By Fredrick P. Niemann, Esq. of Hanlon Niemann & Wright, a Freehold, NJ Estate Planning Attorney
A decedent maintained two individual retirement accounts (IRAs). Consistent with his overall estate plan, he named several trusts as beneficiaries for his minor children.
Later that year, the decedent’s financial advisor joined another firm. Decedent subsequently met with one of the financial advisors to facilitate the transfer of the IRA assets to the Custodian. The financial advisor provided a beneficiary designation form for Decedent’s signature that named Decedent’s estate as the sole beneficiary. Decedent signed that form and the assets of the two IRAs held by the Custodian were directly transferred to a new IRA held by a new Custodian. It has been represented that, although Decedent signed the beneficiary designation form, he merely intended to move his IRA from Custodian A to Custodian B and that he did not intend to change beneficiaries as part of this transaction.
After Decedent’s death, the trustees of the trust petitioned the State Court for a declaratory judgment that would modify the beneficiary designation for the IRA to carry out the original estate plan. Based on its finding of Decedent’s intent, the Court ordered that the beneficiaries of the IRA were consistent with Decedent’s prior beneficiary designation. A Court Order was entered retroactively as if such designation was correctly made on the date Decedent signed the beneficiary designation form.
The IRS put a “quash” on their outcome. It ruled that although the Court order changed the beneficiary of IRA X under State law, the order cannot create a “designated beneficiary” for purposes of the tax code. Courts have held that the retroactive reformation of an instrument is not effective to change the tax consequences of a completed transaction. For example, the Tax Court considered the impact of a judicial reformation of a trust agreement for tax law purposes in Estate of La Meres v. Commissioner, 98 T.C. 294 (T.C. 1992). In La Meres, a probate court order approved the post-death amendment of a trust to eliminate a provision that caused adverse estate tax results, and held that such amendment was retroactively effective as of the date of the decedent’s death. The Tax Court held that such reformation was not effective for tax purposes explaining that:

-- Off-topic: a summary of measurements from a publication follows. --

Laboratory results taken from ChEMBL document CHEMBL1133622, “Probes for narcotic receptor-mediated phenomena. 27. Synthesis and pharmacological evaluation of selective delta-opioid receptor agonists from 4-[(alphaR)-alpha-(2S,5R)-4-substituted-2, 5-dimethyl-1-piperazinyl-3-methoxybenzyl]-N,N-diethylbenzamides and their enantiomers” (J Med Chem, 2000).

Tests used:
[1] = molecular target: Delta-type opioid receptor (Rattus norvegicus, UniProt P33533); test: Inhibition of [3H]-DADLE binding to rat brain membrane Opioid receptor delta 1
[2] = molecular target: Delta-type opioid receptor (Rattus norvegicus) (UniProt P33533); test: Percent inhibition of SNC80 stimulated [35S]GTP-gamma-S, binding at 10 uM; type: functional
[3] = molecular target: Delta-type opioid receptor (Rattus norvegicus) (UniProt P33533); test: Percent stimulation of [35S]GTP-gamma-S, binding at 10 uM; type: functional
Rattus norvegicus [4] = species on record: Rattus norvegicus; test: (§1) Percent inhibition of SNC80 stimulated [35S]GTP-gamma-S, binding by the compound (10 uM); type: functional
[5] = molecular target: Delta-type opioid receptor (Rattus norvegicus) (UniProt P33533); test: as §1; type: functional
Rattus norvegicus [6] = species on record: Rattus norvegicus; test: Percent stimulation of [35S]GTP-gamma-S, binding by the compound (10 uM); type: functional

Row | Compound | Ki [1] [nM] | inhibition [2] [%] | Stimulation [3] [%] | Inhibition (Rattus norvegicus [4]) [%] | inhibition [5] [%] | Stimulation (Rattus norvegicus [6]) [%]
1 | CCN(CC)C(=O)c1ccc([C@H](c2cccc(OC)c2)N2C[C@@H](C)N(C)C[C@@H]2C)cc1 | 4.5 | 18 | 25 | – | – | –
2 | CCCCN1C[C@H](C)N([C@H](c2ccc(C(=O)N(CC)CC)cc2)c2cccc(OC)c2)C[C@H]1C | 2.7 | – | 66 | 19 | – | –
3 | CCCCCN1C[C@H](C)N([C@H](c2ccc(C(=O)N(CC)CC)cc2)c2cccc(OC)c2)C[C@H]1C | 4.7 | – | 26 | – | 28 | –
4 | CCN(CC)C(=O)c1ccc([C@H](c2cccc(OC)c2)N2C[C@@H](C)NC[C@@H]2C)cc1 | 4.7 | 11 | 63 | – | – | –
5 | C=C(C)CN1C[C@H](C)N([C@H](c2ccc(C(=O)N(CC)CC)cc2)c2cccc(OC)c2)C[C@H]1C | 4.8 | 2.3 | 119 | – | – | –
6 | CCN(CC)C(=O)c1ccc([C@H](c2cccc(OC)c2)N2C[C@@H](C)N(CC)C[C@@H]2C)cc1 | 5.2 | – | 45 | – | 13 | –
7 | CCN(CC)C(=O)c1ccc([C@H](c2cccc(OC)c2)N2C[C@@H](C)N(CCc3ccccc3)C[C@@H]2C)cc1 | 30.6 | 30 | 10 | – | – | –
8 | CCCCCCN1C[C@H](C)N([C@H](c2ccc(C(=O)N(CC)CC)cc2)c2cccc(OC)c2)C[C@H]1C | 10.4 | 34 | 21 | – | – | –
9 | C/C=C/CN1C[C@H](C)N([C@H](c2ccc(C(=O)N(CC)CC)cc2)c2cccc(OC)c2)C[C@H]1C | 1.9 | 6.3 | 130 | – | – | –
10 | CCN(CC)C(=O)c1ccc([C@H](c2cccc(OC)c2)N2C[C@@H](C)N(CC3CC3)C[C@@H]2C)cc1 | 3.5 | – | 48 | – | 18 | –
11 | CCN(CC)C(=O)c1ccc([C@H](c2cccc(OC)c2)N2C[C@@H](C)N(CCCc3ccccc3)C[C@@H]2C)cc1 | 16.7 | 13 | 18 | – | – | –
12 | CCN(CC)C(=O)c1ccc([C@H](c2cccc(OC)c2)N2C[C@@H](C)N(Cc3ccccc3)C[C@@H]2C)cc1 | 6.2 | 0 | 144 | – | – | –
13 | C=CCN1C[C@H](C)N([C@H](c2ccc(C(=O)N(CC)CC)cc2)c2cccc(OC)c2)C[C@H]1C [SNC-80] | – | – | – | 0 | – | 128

“This and other courts have generally disregarded the retroactive effect of State court decrees for Federal tax purposes. While the IRS will look to local law in order to determine the nature of the interests provided under a trust document, they are not bound to give effect to a local court order that modifies the dispositive provisions of the document after respondent has acquired rights to tax revenues under its terms.
Were the law otherwise there would exist considerable opportunity for “collusive” state court actions having the sole purpose of reducing federal tax liabilities. Furthermore, federal tax liabilities would remain unsettled for years after their assessment if state courts and private persons were empowered to retroactively affect the tax consequences of completed transactions and completed tax years.”
In summary, because Decedent’s estate was named as the beneficiary of the IRA at the time of Decedent’s death the estate could not qualify as a “designated beneficiary” for purposes of the code. The IRA lacked a “designated beneficiary.” Because Decedent died after the required beginning date and without a “designated beneficiary,” the assets of IRA X must be paid out over the applicable distribution period (5 years).
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